You’ve probably seen the Snickers commercials about a person who turns into something crazy just because they haven’t eaten. Yet of course, upon the magical bite of a Snickers Bar®, life is suddenly better. I think Hershey had it right with this ad. When I don’t eat, it is best if everyone just backs away.
Today was one of those days. I had to rush out of the house with no breakfast at all to get to my first meeting at 7:20 AM (I didn’t even get my coffee or my quiet time because my daughter was losing her ever-loving-mind). I hopped in the car, only to get frustrated with all the other drivers who were not doing anything wrong. I then arrive at my appointment, only to be curt with the gentleman I was meeting with; I left him quickly as if I had a country to go run. I got to the office and staff member after staff member gave a pleasant “Good Morning” greeting. All the while I responded like Shrek on his worst day and put off the vibe (somewhat intentionally) that there is nothing “Good” about “Morning.”
It wasn’t until I finally ate at lunch that my whole demeanor changed. I suddenly became nicer, less irritable, and more willing to see the good in others.
It would be easy for me to say, “Well, I was just Hangry…”. I believe that being hangry is a real thing. Our minds need fuel; God designed or physical bodies to need sustenance. When we do not get the nutrients that we so desperately need, we experience mood swings, lack of clarity and fatigue.
However, it is never okay to blame our poor treatment of others on a lack of food. The reality is that while we have died to sin (Rom. 6:5-8), we still go on living in our physical bodies. Paul, the author of Romans, admits with a question that this is not an easy thing – “If we have died to sin, how are we to go on living in it?” (v. 2). While controlling my physical cravings can be hard at times, I know that I have been made spiritually alive in Christ (Gal. 2:20) and must work with Him to keep my physical bodies in obedience to God’s expectations for me. Therefore, it is not a sin to be hungry but if your actions cause you to be unloving toward others because you have not eaten, then you have crossed over to sin territory.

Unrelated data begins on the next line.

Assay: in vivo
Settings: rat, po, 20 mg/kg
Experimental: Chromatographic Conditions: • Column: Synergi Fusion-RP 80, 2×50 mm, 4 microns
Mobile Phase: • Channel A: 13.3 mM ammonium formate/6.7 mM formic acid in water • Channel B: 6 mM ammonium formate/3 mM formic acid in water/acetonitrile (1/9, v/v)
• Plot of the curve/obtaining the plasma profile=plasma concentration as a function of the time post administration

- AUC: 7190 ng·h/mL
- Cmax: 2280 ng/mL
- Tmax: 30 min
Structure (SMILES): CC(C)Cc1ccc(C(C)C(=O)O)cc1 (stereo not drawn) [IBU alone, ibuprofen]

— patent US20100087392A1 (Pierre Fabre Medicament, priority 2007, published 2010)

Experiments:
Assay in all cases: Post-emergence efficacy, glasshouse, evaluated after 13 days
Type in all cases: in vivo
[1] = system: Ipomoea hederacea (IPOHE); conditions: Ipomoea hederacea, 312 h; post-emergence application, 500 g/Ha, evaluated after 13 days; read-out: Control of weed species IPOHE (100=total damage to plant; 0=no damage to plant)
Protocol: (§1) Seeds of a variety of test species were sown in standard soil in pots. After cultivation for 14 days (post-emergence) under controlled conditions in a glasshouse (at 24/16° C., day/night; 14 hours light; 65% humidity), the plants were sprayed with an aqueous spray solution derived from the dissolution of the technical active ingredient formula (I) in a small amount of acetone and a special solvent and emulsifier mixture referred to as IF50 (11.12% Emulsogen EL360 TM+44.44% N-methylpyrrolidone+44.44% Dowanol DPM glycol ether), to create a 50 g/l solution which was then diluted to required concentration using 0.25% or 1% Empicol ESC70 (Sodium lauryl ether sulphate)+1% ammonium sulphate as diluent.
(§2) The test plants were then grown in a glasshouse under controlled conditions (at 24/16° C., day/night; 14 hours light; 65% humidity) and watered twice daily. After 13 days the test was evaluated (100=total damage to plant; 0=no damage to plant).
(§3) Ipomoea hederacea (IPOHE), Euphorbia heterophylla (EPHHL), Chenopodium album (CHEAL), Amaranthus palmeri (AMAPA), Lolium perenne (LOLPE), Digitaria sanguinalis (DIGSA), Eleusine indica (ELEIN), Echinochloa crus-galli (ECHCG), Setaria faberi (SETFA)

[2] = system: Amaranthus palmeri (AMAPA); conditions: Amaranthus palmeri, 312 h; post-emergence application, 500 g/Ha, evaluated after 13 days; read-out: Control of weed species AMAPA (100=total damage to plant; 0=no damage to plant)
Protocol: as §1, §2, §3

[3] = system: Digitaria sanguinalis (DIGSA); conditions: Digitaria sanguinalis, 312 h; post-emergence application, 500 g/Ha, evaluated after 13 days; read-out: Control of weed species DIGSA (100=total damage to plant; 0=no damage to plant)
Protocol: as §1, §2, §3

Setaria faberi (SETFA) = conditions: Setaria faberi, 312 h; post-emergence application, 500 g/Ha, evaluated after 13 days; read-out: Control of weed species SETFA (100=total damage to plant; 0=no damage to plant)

We are told to love others as we love ourselves (Mk. 12:31; Jn. 13:34). Therefore, if our hunger controls us to the point we are a monster toward others, we are sinning and must fix the situation and ask for forgiveness if we’ve hurt someone. So, let’s say you find yourself “Hangry” often like I do.
Here are some steps to take when “Hangry”:
- Say sorry to those who you hurt because you were “low blood sugar” or had not eaten. Acknowledge that your poor actions cannot be blamed on anything but your selfish heart. (I had to do this twice today)
- Pray and ask God for His forgiveness for treating another Image-Bearing individual of His creation with a less than kind and loving demeanor.
- Eat something. Realize that part of God’s common grace is the food He gives us. Go eat something. Keep healthy snacks on hand that you can eat when you feel your hunger overtaking you.
- Read 1 Corinthians 10:31 and remember that everything you do, whether eating, drinking or doing any mundane thing, you are you glorify God. Pray and ask God to help you live this out.
Today was full of “I am sorry for my attitude this morning” as well as a time of prayer in my car after lunch. God is gracious to forgive me, even when my physical body controls me. The cravings of my flesh are never an excuse to sin. Never. So, I will “Beat my body” to keep my soul right with God and my actions right with others (1 Cor. 9:27).
Hey, even if it means I grab a Snickers from time-to-time, I must live to glorify God in all my actions and attitudes.